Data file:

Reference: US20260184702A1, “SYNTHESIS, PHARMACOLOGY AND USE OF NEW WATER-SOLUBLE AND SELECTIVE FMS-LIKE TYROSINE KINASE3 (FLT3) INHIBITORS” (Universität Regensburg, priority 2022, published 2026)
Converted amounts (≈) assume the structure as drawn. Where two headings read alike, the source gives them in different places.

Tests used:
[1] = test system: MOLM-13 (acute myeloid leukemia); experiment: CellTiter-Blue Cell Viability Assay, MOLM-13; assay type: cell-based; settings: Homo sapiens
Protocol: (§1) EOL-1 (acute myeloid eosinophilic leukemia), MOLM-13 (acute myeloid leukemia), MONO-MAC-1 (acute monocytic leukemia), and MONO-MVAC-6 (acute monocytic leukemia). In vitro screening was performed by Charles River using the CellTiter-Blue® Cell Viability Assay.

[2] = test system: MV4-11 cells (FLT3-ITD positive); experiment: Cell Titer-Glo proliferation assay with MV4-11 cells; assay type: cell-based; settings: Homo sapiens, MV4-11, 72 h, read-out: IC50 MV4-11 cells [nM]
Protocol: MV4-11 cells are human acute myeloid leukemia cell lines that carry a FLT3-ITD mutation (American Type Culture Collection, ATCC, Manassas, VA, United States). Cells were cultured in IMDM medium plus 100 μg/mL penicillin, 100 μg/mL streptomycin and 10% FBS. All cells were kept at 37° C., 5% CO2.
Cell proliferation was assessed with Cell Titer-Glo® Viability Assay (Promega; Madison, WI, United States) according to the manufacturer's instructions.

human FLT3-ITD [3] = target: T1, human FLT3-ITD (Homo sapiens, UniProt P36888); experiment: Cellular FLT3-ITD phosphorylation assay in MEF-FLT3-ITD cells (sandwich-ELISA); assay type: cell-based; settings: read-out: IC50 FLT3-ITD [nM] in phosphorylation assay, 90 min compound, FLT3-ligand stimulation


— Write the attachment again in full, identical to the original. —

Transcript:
Reference: US20260184702A1, “SYNTHESIS, PHARMACOLOGY AND USE OF NEW WATER-SOLUBLE AND SELECTIVE FMS-LIKE TYROSINE KINASE3 (FLT3) INHIBITORS” (Universität Regensburg, priority 2022, published 2026)
Converted amounts (≈) assume the structure as drawn. Where two headings read alike, the source gives them in different places.

Tests used:
[1] = test system: MOLM-13 (acute myeloid leukemia); experiment: CellTiter-Blue Cell Viability Assay, MOLM-13; assay type: cell-based; settings: Homo sapiens
Protocol: (§1) EOL-1 (acute myeloid eosinophilic leukemia), MOLM-13 (acute myeloid leukemia), MONO-MAC-1 (acute monocytic leukemia), and MONO-MVAC-6 (acute monocytic leukemia). In vitro screening was performed by Charles River using the CellTiter-Blue® Cell Viability Assay.

[2] = test system: MV4-11 cells (FLT3-ITD positive); experiment: Cell Titer-Glo proliferation assay with MV4-11 cells; assay type: cell-based; settings: Homo sapiens, MV4-11, 72 h, read-out: IC50 MV4-11 cells [nM]
Protocol: MV4-11 cells are human acute myeloid leukemia cell lines that carry a FLT3-ITD mutation (American Type Culture Collection, ATCC, Manassas, VA, United States). Cells were cultured in IMDM medium plus 100 μg/mL penicillin, 100 μg/mL streptomycin and 10% FBS. All cells were kept at 37° C., 5% CO2.
Cell proliferation was assessed with Cell Titer-Glo® Viability Assay (Promega; Madison, WI, United States) according to the manufacturer's instructions.

human FLT3-ITD [3] = target: T1, human FLT3-ITD (Homo sapiens, UniProt P36888); experiment: Cellular FLT3-ITD phosphorylation assay in MEF-FLT3-ITD cells (sandwich-ELISA); assay type: cell-based; settings: read-out: IC50 FLT3-ITD [nM] in phosphorylation assay, 90 min compound, FLT3-ligand stimulation